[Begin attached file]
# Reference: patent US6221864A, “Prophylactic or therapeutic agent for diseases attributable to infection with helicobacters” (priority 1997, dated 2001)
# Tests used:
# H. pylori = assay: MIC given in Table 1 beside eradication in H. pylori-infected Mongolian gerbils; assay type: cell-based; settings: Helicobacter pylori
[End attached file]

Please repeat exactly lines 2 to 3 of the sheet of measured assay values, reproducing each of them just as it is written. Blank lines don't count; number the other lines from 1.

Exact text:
# Tests used:
# H. pylori = assay: MIC given in Table 1 beside eradication in H. pylori-infected Mongolian gerbils; assay type: cell-based; settings: Helicobacter pylori